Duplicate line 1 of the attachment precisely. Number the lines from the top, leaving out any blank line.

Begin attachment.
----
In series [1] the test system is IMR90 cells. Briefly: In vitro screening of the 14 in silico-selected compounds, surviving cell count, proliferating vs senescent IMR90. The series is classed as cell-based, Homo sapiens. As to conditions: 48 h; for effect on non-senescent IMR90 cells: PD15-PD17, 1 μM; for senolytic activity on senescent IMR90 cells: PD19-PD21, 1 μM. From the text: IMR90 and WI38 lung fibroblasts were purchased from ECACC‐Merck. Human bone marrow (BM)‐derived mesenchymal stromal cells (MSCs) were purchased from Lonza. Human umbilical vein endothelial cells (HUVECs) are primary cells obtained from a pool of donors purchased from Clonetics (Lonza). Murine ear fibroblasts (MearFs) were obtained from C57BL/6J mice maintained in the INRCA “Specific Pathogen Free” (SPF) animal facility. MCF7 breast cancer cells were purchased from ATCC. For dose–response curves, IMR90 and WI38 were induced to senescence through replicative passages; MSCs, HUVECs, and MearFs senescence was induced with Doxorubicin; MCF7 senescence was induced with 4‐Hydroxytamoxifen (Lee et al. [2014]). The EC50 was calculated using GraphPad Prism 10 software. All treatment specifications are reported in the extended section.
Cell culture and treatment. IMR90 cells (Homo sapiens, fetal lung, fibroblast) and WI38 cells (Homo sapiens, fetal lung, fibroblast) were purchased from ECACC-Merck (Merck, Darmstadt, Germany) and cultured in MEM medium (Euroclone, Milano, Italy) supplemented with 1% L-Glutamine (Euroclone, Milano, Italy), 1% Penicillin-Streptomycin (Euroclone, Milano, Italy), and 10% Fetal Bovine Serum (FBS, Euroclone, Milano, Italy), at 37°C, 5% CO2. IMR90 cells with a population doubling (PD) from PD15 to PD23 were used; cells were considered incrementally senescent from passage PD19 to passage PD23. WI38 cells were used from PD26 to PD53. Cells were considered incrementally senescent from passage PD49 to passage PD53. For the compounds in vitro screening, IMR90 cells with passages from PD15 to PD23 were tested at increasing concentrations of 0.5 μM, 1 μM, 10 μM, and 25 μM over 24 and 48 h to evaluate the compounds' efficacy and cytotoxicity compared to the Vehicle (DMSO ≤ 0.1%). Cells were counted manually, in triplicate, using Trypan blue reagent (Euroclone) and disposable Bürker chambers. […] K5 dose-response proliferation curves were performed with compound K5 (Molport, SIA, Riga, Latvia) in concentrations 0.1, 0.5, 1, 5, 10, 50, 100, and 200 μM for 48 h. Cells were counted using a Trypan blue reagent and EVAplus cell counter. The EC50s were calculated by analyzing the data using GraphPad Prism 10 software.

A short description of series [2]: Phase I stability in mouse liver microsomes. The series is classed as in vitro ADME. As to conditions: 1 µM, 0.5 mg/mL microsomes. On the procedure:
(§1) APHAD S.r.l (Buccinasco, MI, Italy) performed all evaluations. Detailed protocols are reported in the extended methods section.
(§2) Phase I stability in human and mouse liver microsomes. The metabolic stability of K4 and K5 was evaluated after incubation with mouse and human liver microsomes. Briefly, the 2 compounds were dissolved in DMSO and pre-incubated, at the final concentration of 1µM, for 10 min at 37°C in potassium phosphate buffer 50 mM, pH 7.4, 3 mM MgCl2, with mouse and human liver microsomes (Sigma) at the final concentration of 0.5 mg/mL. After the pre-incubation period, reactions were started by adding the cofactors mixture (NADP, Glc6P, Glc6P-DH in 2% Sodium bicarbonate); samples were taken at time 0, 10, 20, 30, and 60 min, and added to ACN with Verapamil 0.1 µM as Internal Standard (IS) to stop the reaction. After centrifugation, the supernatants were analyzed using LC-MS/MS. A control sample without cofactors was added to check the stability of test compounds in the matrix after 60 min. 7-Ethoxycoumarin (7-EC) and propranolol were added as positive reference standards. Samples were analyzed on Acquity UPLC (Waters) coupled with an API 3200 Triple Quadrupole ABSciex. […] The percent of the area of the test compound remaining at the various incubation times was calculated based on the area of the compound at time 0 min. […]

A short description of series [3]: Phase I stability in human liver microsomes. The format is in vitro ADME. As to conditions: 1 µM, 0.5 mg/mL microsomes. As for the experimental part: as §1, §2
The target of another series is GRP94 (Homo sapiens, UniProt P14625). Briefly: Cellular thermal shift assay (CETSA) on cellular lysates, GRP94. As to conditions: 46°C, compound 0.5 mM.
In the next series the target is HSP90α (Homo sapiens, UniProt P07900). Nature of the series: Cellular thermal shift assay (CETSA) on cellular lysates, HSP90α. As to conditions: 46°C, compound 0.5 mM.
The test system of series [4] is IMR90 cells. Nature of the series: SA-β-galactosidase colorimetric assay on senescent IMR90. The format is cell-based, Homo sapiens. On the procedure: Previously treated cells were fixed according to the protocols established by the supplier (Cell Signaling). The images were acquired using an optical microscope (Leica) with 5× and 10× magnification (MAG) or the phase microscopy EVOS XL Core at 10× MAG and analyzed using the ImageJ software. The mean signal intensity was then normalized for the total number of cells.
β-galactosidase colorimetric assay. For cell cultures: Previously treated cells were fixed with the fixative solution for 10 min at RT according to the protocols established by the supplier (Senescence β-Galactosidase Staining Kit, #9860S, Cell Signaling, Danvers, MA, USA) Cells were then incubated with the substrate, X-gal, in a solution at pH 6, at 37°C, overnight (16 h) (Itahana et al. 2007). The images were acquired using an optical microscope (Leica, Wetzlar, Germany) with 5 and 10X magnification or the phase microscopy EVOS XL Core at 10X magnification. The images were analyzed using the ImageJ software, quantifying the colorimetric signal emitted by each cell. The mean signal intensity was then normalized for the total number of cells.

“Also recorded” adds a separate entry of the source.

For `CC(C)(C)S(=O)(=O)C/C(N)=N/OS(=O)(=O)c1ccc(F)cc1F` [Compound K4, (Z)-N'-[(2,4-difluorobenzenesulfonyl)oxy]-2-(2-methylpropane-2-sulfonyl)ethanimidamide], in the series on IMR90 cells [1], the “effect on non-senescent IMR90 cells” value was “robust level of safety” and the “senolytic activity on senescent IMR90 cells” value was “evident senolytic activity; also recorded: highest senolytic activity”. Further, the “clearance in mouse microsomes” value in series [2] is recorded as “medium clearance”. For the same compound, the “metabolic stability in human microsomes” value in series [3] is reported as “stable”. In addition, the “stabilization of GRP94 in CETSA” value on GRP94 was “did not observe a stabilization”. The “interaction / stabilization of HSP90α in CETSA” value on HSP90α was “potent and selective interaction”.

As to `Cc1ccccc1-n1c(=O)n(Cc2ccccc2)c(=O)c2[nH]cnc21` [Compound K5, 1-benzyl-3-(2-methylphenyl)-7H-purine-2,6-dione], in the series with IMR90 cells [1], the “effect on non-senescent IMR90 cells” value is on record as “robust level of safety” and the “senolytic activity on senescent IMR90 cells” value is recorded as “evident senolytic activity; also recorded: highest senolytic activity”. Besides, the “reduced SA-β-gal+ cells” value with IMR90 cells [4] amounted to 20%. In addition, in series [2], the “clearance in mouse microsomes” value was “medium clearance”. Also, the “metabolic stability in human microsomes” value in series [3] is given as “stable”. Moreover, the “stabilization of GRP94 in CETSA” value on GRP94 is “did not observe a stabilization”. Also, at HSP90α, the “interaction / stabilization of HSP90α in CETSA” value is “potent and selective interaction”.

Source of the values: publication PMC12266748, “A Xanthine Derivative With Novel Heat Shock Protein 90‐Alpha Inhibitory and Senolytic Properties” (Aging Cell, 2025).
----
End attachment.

In series [1] the test system is IMR90 cells. Briefly: In vitro screening of the 14 in silico-selected compounds, surviving cell count, proliferating vs senescent IMR90. The series is classed as cell-based, Homo sapiens. As to conditions: 48 h; for effect on non-senescent IMR90 cells: PD15-PD17, 1 μM; for senolytic activity on senescent IMR90 cells: PD19-PD21, 1 μM. From the text: IMR90 and WI38 lung fibroblasts were purchased from ECACC‐Merck. Human bone marrow (BM)‐derived mesenchymal stromal cells (MSCs) were purchased from Lonza. Human umbilical vein endothelial cells (HUVECs) are primary cells obtained from a pool of donors purchased from Clonetics (Lonza). Murine ear fibroblasts (MearFs) were obtained from C57BL/6J mice maintained in the INRCA “Specific Pathogen Free” (SPF) animal facility. MCF7 breast cancer cells were purchased from ATCC. For dose–response curves, IMR90 and WI38 were induced to senescence through replicative passages; MSCs, HUVECs, and MearFs senescence was induced with Doxorubicin; MCF7 senescence was induced with 4‐Hydroxytamoxifen (Lee et al. [2014]). The EC50 was calculated using GraphPad Prism 10 software. All treatment specifications are reported in the extended section.